The U.S. Bankruptcy Code provides for the appointment of a bankruptcy examiner to investigate the debtor with respect to allegations of fraud, dishonesty, incompetence, misconduct or mismanagement. The right examiner, with a clearly defined mission, will have a major influence on the bankruptcy process. The difference between a successful financial restructuring or liquidation-resulting in substantial recoveries for the key constituencies-and a time-consuming (and asset-consuming) meltdown, can depend on the approach of the examiner and the examiner's support team.
Typically, in Chapter 11 cases in which a bankruptcy trustee has not been appointed, the court will order the appointment of an examiner upon the request of any affected party in the case and upon a determination that such appointment is in the best interests of the creditors or the estate. Furthermore, the Bankruptcy Code provides for the appointment of an examiner if "the debtor's...unsecured debts...exceed $5,000,000." When the court finds that the case warrants appointment of a bankruptcy examiner, the court will direct the U.S. trustee (an official of the U.S. Department of Justice) to make the appointment. The trustee will usually canvass major creditors in the case for suggestions as to who should fill the role as the examiner.
In contrast to a Chapter 7 case-in which a trustee is appointed automatically, thereby divesting the bankrupt company's management of control-a court presiding over a complex Chapter 11 case may be hesitant to appoint a bankruptcy trustee and is often inclined to allow the debtor's management to remain in control of its business operations and financial affairs. Appointment of a bankruptcy examiner, whose powers are more limited than those of a trustee, enables the court to strike an appropriate balance between allowing an independent investigation of the debtor's affairs in cases in which wrongdoing or mismanagement is suspected and retaining the debtor's prepetition management unless or until it is shown to be in the creditors' best interests to remove prepetition management. In addition, courts often view the appointment of an examiner for a discrete purpose as more economical than the appointment of a trustee. Thus, even in cases in which a court may be hesitant to appoint a trustee, creditors might succeed in securing the appointment of an examiner.
Bankruptcy examiners traditionally have been employed to pursue investigations into the financial affairs of the debtor. The scope of an examiner's duties is defined by the court order authorizing the examiner's appointment and varies depending on the particular circumstances of each case. Recent Chapter 11 cases have seen the role of bankruptcy examiners expand to include a diverse array of investigative functions. For example, the examiner appointed by the Southern District of New York bankruptcy court in the Enron Corp. case was tasked with investigating and reporting on the company's use of special-purpose entities and the role of Enron's officers and directors with respect to these entities.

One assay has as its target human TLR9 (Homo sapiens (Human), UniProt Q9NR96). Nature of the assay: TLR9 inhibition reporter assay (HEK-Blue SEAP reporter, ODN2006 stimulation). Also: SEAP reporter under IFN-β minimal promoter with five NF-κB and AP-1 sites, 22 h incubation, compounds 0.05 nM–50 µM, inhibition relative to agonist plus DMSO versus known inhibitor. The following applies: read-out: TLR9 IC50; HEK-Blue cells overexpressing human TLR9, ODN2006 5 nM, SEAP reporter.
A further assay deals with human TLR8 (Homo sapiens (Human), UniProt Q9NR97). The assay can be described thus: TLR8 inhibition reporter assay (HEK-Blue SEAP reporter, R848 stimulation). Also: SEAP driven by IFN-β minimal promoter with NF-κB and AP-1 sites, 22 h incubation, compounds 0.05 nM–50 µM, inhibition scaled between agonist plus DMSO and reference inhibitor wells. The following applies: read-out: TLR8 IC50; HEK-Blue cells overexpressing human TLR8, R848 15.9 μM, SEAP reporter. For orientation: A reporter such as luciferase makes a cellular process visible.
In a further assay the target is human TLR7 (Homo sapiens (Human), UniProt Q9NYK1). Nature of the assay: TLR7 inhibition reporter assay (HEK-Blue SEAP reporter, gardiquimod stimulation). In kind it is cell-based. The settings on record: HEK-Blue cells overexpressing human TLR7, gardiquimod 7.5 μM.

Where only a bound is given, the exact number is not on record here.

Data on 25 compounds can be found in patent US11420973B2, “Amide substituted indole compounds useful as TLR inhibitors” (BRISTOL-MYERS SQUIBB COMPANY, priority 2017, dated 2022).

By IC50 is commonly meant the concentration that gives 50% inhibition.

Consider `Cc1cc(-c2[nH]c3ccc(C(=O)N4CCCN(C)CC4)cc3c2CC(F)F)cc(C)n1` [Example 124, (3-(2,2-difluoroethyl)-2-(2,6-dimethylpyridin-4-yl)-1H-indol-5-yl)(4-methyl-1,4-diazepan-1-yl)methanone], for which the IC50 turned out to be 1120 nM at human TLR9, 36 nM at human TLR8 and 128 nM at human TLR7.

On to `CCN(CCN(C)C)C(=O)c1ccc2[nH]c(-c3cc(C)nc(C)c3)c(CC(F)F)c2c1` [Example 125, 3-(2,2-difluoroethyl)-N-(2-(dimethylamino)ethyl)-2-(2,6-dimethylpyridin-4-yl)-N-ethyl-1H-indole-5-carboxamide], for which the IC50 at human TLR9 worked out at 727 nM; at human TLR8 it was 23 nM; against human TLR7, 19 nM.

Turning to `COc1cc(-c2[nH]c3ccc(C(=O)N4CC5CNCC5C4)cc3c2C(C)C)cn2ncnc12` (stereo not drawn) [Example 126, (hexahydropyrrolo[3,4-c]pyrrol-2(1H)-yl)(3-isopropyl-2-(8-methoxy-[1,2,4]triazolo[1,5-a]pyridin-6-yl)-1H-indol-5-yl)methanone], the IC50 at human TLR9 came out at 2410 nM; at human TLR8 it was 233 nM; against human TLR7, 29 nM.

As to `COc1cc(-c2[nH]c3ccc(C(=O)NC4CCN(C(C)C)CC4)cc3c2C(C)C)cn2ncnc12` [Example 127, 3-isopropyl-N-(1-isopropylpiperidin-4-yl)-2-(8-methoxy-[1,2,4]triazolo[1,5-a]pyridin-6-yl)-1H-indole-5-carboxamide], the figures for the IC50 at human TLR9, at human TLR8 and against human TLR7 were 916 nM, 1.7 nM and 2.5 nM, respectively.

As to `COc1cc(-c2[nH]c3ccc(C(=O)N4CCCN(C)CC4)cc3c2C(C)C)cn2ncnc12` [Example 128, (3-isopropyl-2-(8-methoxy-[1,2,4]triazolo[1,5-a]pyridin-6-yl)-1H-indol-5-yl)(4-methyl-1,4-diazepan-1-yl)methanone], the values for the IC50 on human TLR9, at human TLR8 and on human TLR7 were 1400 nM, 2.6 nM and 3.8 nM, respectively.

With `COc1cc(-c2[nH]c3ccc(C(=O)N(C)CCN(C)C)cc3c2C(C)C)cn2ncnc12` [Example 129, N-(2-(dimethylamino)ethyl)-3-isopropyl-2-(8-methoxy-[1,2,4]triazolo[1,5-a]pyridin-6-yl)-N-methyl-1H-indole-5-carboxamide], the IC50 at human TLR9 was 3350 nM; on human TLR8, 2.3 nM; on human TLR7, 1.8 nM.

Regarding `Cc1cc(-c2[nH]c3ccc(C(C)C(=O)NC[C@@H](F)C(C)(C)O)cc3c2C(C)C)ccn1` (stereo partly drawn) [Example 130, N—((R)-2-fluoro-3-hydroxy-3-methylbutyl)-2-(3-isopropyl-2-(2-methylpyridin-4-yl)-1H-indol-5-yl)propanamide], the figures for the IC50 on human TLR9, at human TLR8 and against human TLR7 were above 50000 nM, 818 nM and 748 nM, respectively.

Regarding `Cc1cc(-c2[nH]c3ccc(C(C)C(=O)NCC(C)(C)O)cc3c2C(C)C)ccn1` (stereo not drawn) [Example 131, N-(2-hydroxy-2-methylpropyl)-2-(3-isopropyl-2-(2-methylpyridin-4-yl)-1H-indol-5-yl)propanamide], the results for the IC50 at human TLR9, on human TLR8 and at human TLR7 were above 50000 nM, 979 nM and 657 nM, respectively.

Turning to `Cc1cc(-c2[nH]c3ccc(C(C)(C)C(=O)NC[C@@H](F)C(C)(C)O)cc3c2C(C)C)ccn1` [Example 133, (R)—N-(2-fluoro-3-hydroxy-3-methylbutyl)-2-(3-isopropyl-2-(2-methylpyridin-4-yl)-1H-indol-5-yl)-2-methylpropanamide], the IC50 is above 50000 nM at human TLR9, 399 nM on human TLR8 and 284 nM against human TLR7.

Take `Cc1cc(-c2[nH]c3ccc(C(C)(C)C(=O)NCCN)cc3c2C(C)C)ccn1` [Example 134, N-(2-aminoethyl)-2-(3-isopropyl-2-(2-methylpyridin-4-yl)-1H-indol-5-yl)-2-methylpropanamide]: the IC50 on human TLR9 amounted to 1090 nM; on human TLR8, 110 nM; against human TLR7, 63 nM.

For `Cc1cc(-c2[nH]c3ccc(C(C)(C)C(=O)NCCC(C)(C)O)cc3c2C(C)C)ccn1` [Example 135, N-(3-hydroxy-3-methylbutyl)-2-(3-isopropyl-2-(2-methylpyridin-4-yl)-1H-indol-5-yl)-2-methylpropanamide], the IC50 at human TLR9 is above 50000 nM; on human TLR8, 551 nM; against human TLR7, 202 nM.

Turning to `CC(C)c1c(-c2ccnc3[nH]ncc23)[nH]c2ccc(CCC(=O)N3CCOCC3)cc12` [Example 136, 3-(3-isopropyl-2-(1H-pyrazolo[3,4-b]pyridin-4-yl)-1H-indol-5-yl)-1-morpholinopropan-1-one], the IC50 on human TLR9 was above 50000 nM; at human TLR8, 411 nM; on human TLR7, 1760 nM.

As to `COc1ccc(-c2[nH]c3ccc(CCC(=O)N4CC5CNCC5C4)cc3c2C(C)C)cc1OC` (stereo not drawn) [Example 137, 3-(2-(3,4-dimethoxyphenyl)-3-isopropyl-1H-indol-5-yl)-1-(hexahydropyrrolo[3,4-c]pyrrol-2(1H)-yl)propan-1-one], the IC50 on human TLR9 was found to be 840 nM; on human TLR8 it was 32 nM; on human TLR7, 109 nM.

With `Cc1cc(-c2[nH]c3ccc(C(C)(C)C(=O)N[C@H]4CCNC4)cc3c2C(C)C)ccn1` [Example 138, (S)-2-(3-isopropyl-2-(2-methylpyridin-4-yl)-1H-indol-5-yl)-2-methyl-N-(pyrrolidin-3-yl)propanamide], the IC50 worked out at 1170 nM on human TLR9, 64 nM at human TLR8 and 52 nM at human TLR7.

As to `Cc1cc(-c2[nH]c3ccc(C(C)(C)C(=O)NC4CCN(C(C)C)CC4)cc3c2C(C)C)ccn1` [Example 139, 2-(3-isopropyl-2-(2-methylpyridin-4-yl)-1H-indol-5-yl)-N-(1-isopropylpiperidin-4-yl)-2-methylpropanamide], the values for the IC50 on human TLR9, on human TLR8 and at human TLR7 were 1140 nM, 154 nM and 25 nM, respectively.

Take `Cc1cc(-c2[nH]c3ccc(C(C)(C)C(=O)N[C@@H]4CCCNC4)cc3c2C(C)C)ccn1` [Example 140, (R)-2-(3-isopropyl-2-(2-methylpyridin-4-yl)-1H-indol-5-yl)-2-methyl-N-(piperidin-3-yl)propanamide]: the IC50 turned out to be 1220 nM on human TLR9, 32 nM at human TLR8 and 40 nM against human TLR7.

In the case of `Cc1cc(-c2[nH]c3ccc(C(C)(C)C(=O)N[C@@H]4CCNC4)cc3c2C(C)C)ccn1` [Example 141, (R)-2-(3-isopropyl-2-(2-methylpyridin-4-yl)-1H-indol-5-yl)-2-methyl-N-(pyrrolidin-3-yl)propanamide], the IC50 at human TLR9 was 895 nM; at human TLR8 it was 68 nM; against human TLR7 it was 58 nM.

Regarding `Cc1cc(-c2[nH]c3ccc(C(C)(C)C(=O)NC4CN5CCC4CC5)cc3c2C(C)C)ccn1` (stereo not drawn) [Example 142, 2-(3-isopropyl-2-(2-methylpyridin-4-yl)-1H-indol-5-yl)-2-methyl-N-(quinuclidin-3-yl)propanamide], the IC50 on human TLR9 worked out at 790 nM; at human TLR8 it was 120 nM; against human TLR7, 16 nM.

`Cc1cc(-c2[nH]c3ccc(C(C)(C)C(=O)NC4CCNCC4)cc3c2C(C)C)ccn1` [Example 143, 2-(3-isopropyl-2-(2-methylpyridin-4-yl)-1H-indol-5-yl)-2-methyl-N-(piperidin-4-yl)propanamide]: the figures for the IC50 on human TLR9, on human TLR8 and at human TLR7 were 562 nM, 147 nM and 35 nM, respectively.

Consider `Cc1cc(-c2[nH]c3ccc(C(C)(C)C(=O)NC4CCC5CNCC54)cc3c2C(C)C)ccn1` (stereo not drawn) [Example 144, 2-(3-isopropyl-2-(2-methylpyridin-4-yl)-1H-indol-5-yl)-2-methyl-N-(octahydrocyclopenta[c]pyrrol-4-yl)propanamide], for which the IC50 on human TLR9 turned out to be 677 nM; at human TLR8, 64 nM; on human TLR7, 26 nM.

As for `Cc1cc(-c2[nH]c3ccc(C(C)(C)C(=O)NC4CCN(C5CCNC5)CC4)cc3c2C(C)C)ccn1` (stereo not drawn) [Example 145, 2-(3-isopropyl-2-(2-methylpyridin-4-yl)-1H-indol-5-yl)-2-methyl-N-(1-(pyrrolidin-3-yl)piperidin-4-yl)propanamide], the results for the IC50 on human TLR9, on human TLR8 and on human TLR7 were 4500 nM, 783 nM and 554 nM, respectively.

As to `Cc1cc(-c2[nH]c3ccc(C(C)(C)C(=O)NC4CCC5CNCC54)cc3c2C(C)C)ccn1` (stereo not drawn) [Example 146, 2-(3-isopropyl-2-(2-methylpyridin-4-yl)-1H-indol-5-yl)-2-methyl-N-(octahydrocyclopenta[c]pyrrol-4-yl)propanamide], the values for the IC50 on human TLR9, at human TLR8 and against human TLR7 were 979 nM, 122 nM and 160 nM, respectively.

As part of his investigation, the examiner was directed to identify potential claims against any of these parties that could be asserted by the debtor on behalf of the bankruptcy estate. In re Enron Corp., No. 01-16034 (Bankr. S.D.N.Y. April 8, 2002) (order directing appointment of examiner).
In April 2010, the U.S. Bankruptcy Court for the District of Delaware entered an order in the Tribune Co. bankruptcy directing the U.S. trustee to appoint an examiner to investigate whether the debtors' estates could pursue any causes of action in connection with the leveraged buyout of the media conglomerate in 2007. In re Tribune Co., No. 08-13141 (Bankr. D. Del. April 20, 2010) (order directing the appointment of an examiner). Similarly, an examiner was appointed in the Lehman Brothers Holdings Inc. bankruptcy-the largest bankruptcy in U.S. history-to investigate the events that led to the financial institution's downfall, and the circumstances surrounding certain intercompany transfers and whether there existed potential claims against Lehman Brothers and the officers and directors of various debtors. In re Lehman Bros. Holdings, Inc., No. 08-13555 (Bankr. S.D.N.Y. Jan. 16, 2009) (order directing appointment of an examiner).
An effective examiner's investigation can provide significant benefits to the estate and result in increased returns to the creditors. For example, in the Enron case, the investigation conducted by the examiner identified more than $10 billion in potential claims (based both on state law and federal bankruptcy code provisions) that might be asserted on behalf of the bankruptcy estate. To date, the Enron bankruptcy court has approved settlements totaling more than $500 million as a result of the claims asserted pursuant to the examiner's report. Richard Acello, "Enron Lawyers in the Hot Seat," ABA J., June 1, 2004.
From a creditor's perspective, it is important to remember that the costs of an examiner are paid from funds of the bankruptcy estate. Thus, the benefits that can result from appointment of an examiner often come at very little cost to individual creditors. In cases in which wrongdoing on the part of the debtor is suspected, creditors should consider requesting the appointment of an examiner. An effective bankruptcy examiner can streamline the bankruptcy process, identify claims that may be pursued for the benefit of interested parties and enhance the expected return to creditors.